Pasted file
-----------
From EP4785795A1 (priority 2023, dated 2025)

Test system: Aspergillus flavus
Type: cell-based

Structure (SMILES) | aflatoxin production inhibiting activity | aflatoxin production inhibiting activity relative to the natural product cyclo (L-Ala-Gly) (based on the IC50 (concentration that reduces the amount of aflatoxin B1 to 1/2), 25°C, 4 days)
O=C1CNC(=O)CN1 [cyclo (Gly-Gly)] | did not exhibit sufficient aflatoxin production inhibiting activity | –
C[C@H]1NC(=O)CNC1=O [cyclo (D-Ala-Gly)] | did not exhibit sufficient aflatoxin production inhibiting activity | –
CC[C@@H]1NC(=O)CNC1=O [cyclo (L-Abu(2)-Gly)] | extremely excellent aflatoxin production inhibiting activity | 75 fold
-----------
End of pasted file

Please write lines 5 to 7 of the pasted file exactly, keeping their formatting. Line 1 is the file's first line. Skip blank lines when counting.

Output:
O=C1CNC(=O)CN1 [cyclo (Gly-Gly)] | did not exhibit sufficient aflatoxin production inhibiting activity | –
C[C@H]1NC(=O)CNC1=O [cyclo (D-Ala-Gly)] | did not exhibit sufficient aflatoxin production inhibiting activity | –
CC[C@@H]1NC(=O)CNC1=O [cyclo (L-Abu(2)-Gly)] | extremely excellent aflatoxin production inhibiting activity | 75 fold